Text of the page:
There is a tendency to accuse the media of being gross, insensitive and ugly. And the media's coverage of Sridevi's death is pretty much front and center of such an accusation.
Certainly, as an example of salaciousness and nastiness through thinly-disguised innuendo, the media, especially TV channels, wrecked a dead woman’s reputation and thought nothing of lacerating her: News anchors (rather sickeningly) seemed to wish for more negative drama and pigeon-dropped verbal guano in the hopes that some of it would stick.
But in all this misuse of the freedom of the press and the vicarious thrills of dancing on a grave, one aspect becomes clear: The people deserve the media they get. Millions were glued to their TV screens, lapping it all up. As the hours passed, guarded comments gave way and every tacky element in this story was brought to light.
Look at the number of people who volunteered to come on these TV panels. To be quoted and participate in a discussion on a subject of which they knew absolutely nothing. These were not average folks picked up from the street and interviewed for their on-the-spot reactions. These were professionals: Lawyers, doctors and journalists — happy to grab a slice of self-propelled publicity and completely unmindful of their professional integrity being compromised — flocking to these panels in a never-ending line.
What were they thinking? To so ludicrously allow themselves to be seated in front of a camera, salve their guilt by prefixing their comments with pious statements. And then, freed from all responsibility, making gratuitous and non-factual statements.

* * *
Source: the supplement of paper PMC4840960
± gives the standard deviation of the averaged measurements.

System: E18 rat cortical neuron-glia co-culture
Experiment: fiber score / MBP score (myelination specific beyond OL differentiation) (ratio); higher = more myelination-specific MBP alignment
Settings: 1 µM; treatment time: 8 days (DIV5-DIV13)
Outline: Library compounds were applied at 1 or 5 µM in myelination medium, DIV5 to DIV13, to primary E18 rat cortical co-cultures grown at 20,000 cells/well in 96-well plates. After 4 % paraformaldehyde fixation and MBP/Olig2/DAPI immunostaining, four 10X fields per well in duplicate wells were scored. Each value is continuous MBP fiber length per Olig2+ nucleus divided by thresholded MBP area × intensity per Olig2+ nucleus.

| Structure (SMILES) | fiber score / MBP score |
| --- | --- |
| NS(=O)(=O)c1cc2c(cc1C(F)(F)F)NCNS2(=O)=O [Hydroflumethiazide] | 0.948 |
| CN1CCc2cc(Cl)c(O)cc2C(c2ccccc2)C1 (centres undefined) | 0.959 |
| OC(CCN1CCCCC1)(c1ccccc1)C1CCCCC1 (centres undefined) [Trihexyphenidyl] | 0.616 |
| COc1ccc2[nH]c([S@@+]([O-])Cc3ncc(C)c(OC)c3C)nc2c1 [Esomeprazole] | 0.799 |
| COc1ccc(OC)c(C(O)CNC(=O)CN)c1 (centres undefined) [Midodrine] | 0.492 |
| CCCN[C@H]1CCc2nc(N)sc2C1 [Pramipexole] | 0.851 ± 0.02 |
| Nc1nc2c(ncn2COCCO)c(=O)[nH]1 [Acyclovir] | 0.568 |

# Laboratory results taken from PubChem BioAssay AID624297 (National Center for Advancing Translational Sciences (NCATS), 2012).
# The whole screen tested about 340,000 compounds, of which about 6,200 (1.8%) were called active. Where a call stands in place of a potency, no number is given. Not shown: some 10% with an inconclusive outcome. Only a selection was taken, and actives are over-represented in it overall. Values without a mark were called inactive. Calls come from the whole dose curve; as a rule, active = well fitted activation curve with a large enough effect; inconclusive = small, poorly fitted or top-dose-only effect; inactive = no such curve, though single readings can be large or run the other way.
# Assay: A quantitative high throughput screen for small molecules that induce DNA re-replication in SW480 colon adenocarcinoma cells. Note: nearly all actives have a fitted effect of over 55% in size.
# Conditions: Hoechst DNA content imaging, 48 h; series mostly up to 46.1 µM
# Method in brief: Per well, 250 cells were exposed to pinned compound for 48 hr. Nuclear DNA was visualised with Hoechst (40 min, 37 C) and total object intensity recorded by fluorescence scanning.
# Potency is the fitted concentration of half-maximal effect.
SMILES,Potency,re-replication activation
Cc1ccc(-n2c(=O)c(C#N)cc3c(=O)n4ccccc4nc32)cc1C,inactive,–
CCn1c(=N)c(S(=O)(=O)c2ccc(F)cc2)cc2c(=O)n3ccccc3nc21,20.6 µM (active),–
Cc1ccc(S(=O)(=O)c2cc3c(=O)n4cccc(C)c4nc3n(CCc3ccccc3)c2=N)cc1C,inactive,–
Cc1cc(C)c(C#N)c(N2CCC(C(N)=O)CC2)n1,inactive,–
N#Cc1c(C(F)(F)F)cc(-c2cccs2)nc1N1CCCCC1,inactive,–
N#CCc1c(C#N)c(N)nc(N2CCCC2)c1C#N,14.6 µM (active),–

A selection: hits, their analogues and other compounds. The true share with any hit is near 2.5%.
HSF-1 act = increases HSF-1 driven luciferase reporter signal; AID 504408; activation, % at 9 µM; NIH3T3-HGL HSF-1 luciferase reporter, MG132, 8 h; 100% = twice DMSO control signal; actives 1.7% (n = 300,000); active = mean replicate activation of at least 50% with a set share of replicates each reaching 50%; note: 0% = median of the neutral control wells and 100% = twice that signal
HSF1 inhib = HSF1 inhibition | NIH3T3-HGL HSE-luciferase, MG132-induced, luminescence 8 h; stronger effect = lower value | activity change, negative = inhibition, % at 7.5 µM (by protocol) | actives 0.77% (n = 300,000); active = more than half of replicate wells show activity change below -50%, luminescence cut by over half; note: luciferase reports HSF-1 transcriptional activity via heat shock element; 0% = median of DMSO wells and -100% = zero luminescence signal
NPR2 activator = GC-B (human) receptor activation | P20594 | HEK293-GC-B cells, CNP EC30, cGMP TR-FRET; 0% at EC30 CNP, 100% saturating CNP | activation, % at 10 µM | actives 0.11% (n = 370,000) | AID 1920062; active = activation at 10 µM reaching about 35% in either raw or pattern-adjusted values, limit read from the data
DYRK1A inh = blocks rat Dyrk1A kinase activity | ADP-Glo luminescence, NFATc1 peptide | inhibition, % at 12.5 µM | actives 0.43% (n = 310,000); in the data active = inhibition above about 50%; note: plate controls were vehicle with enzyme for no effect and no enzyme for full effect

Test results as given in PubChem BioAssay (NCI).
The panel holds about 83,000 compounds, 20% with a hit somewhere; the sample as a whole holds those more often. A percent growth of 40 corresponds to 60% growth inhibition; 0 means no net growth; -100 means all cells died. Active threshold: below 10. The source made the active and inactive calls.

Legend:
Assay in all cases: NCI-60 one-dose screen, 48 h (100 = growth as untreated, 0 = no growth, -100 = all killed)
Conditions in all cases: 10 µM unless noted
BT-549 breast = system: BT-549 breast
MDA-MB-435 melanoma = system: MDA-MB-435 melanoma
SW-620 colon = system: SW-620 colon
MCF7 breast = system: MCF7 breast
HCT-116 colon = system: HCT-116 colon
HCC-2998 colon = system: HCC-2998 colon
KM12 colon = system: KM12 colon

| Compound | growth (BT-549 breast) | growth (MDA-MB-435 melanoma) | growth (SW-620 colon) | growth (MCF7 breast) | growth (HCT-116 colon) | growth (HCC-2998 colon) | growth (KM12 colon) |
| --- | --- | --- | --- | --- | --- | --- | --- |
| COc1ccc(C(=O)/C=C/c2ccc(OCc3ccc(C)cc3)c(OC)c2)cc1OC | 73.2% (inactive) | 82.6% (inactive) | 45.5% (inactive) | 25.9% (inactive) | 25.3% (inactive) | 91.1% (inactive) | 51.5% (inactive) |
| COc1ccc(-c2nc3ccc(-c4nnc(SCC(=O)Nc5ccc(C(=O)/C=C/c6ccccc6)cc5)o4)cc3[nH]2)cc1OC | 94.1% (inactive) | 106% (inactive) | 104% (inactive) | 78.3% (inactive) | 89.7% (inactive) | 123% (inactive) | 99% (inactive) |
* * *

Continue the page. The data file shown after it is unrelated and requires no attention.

These past few days indicate very clearly that the media has managed to stun even its more discerning audience into supplication and mould it to its needs. Analyse this mindset: Anyone in his right mind would have balked at the idea of taking part in these ghoulish exercises. You have neither the information to make a sensible estimate, nor were you near the scene as a witness. The shrill ‘wink wink, nudge nudge’ attitude followed by the standard ‘but we must respect the family’s grief’ remarks was cringe-worthy.
There was no respect. Not on any of the channels, all of them spurred by a monkey on their back called sharing TRPs and a transparent desire to be more sensational than the other. Even the relatively sober ones were not too far from the worst of the offenders, with Republic even stooping so low as to hitch a rider about the Sunanda Pushkar case.
But why blame them? The takeover of the public mind is now complete. When you have doctors and lawyers delighted to offer uninformed conjecture and feel no compunction about doing so, what is left? This is the media now and these are the people. It just boggles the senses that these are professional practitioners of law and medicine.
Hardly had the aircraft taken off from Dubai and the case closed that the TV channels collectively displayed their tangible disappointment and swiftly changed tack, questioning the closure. Unanswered questions is now the name of the game. The story cannot die now, we need to bleed it far more.
And it will. The circus has just begun and there are enough ‘responsible’ members of the public ready to be seen and heard… more’s the pity. Ask yourself: Would you go on a show and talk out of your hat about a dead woman you did not even know?
Updated Date: Feb 27, 2018 19:47 PM